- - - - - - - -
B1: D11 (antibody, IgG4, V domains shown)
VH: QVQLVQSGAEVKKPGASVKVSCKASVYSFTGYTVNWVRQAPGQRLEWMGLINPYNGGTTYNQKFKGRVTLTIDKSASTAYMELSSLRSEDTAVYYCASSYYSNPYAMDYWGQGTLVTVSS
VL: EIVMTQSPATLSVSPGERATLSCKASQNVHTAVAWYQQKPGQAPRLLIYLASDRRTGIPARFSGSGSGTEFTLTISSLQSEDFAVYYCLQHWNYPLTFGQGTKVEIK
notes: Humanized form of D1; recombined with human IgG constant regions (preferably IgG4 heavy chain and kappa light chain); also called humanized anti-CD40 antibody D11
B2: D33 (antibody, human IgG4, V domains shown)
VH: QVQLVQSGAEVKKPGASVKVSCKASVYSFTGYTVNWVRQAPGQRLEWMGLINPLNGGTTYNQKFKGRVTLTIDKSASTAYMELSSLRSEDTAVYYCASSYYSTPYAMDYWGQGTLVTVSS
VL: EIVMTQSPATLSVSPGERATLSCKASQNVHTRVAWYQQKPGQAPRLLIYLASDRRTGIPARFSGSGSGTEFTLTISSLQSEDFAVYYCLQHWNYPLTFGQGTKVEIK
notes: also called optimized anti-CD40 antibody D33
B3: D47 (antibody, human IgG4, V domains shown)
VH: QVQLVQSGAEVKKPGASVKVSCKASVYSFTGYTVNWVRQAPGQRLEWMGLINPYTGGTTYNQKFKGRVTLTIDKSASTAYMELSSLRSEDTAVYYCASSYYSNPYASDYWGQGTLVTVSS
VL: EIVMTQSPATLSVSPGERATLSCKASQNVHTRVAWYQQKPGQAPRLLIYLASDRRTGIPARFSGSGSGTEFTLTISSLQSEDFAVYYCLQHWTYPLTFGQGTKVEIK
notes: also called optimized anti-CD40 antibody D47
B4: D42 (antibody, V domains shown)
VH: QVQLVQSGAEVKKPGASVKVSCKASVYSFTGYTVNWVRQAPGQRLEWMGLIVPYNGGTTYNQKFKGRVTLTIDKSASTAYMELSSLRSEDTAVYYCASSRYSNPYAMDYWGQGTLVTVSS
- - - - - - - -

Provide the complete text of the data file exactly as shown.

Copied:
B1: D11 (antibody, IgG4, V domains shown)
VH: QVQLVQSGAEVKKPGASVKVSCKASVYSFTGYTVNWVRQAPGQRLEWMGLINPYNGGTTYNQKFKGRVTLTIDKSASTAYMELSSLRSEDTAVYYCASSYYSNPYAMDYWGQGTLVTVSS
VL: EIVMTQSPATLSVSPGERATLSCKASQNVHTAVAWYQQKPGQAPRLLIYLASDRRTGIPARFSGSGSGTEFTLTISSLQSEDFAVYYCLQHWNYPLTFGQGTKVEIK
notes: Humanized form of D1; recombined with human IgG constant regions (preferably IgG4 heavy chain and kappa light chain); also called humanized anti-CD40 antibody D11
B2: D33 (antibody, human IgG4, V domains shown)
VH: QVQLVQSGAEVKKPGASVKVSCKASVYSFTGYTVNWVRQAPGQRLEWMGLINPLNGGTTYNQKFKGRVTLTIDKSASTAYMELSSLRSEDTAVYYCASSYYSTPYAMDYWGQGTLVTVSS
VL: EIVMTQSPATLSVSPGERATLSCKASQNVHTRVAWYQQKPGQAPRLLIYLASDRRTGIPARFSGSGSGTEFTLTISSLQSEDFAVYYCLQHWNYPLTFGQGTKVEIK
notes: also called optimized anti-CD40 antibody D33
B3: D47 (antibody, human IgG4, V domains shown)
VH: QVQLVQSGAEVKKPGASVKVSCKASVYSFTGYTVNWVRQAPGQRLEWMGLINPYTGGTTYNQKFKGRVTLTIDKSASTAYMELSSLRSEDTAVYYCASSYYSNPYASDYWGQGTLVTVSS
VL: EIVMTQSPATLSVSPGERATLSCKASQNVHTRVAWYQQKPGQAPRLLIYLASDRRTGIPARFSGSGSGTEFTLTISSLQSEDFAVYYCLQHWTYPLTFGQGTKVEIK
notes: also called optimized anti-CD40 antibody D47
B4: D42 (antibody, V domains shown)
VH: QVQLVQSGAEVKKPGASVKVSCKASVYSFTGYTVNWVRQAPGQRLEWMGLIVPYNGGTTYNQKFKGRVTLTIDKSASTAYMELSSLRSEDTAVYYCASSRYSNPYAMDYWGQGTLVTVSS